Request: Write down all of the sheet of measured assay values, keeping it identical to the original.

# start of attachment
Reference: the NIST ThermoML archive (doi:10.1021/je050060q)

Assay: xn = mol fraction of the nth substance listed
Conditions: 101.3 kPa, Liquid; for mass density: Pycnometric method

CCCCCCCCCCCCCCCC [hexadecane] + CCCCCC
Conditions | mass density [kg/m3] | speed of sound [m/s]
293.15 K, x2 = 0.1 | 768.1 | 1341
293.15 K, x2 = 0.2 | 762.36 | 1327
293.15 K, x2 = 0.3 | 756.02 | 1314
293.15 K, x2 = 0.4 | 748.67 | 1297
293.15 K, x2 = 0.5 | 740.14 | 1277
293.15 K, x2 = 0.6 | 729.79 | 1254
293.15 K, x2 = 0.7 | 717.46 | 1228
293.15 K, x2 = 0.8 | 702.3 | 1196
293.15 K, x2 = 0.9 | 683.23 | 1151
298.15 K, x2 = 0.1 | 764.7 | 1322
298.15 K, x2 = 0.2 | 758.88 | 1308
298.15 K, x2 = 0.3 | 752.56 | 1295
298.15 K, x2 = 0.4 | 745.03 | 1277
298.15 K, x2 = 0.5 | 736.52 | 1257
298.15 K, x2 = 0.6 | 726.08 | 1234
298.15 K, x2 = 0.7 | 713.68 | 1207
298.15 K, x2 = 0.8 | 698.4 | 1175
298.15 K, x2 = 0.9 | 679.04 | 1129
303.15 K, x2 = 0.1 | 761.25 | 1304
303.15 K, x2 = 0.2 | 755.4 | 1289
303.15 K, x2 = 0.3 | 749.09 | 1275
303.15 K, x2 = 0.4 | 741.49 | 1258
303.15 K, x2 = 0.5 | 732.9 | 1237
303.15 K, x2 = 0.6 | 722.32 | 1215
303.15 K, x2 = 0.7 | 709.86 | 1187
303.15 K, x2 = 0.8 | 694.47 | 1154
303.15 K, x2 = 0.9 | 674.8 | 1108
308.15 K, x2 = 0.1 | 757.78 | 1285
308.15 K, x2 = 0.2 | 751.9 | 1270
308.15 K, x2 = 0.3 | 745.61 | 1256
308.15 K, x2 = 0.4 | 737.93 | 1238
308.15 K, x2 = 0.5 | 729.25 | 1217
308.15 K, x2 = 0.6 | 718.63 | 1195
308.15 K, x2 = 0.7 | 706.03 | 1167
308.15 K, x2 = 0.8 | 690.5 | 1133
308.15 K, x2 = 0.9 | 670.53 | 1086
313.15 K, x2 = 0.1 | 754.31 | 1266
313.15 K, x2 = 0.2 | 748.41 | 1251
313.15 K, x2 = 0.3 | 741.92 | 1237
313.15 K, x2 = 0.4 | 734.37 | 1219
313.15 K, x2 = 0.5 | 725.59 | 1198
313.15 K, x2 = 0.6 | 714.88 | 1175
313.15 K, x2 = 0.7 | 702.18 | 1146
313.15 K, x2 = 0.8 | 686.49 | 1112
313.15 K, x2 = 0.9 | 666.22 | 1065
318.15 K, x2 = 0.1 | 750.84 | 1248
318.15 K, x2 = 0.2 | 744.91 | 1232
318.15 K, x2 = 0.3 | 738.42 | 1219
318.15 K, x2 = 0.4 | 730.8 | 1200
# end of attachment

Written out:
Reference: the NIST ThermoML archive (doi:10.1021/je050060q)

Assay: xn = mol fraction of the nth substance listed
Conditions: 101.3 kPa, Liquid; for mass density: Pycnometric method

CCCCCCCCCCCCCCCC [hexadecane] + CCCCCC
Conditions | mass density [kg/m3] | speed of sound [m/s]
293.15 K, x2 = 0.1 | 768.1 | 1341
293.15 K, x2 = 0.2 | 762.36 | 1327
293.15 K, x2 = 0.3 | 756.02 | 1314
293.15 K, x2 = 0.4 | 748.67 | 1297
293.15 K, x2 = 0.5 | 740.14 | 1277
293.15 K, x2 = 0.6 | 729.79 | 1254
293.15 K, x2 = 0.7 | 717.46 | 1228
293.15 K, x2 = 0.8 | 702.3 | 1196
293.15 K, x2 = 0.9 | 683.23 | 1151
298.15 K, x2 = 0.1 | 764.7 | 1322
298.15 K, x2 = 0.2 | 758.88 | 1308
298.15 K, x2 = 0.3 | 752.56 | 1295
298.15 K, x2 = 0.4 | 745.03 | 1277
298.15 K, x2 = 0.5 | 736.52 | 1257
298.15 K, x2 = 0.6 | 726.08 | 1234
298.15 K, x2 = 0.7 | 713.68 | 1207
298.15 K, x2 = 0.8 | 698.4 | 1175
298.15 K, x2 = 0.9 | 679.04 | 1129
303.15 K, x2 = 0.1 | 761.25 | 1304
303.15 K, x2 = 0.2 | 755.4 | 1289
303.15 K, x2 = 0.3 | 749.09 | 1275
303.15 K, x2 = 0.4 | 741.49 | 1258
303.15 K, x2 = 0.5 | 732.9 | 1237
303.15 K, x2 = 0.6 | 722.32 | 1215
303.15 K, x2 = 0.7 | 709.86 | 1187
303.15 K, x2 = 0.8 | 694.47 | 1154
303.15 K, x2 = 0.9 | 674.8 | 1108
308.15 K, x2 = 0.1 | 757.78 | 1285
308.15 K, x2 = 0.2 | 751.9 | 1270
308.15 K, x2 = 0.3 | 745.61 | 1256
308.15 K, x2 = 0.4 | 737.93 | 1238
308.15 K, x2 = 0.5 | 729.25 | 1217
308.15 K, x2 = 0.6 | 718.63 | 1195
308.15 K, x2 = 0.7 | 706.03 | 1167
308.15 K, x2 = 0.8 | 690.5 | 1133
308.15 K, x2 = 0.9 | 670.53 | 1086
313.15 K, x2 = 0.1 | 754.31 | 1266
313.15 K, x2 = 0.2 | 748.41 | 1251
313.15 K, x2 = 0.3 | 741.92 | 1237
313.15 K, x2 = 0.4 | 734.37 | 1219
313.15 K, x2 = 0.5 | 725.59 | 1198
313.15 K, x2 = 0.6 | 714.88 | 1175
313.15 K, x2 = 0.7 | 702.18 | 1146
313.15 K, x2 = 0.8 | 686.49 | 1112
313.15 K, x2 = 0.9 | 666.22 | 1065
318.15 K, x2 = 0.1 | 750.84 | 1248
318.15 K, x2 = 0.2 | 744.91 | 1232
318.15 K, x2 = 0.3 | 738.42 | 1219
318.15 K, x2 = 0.4 | 730.8 | 1200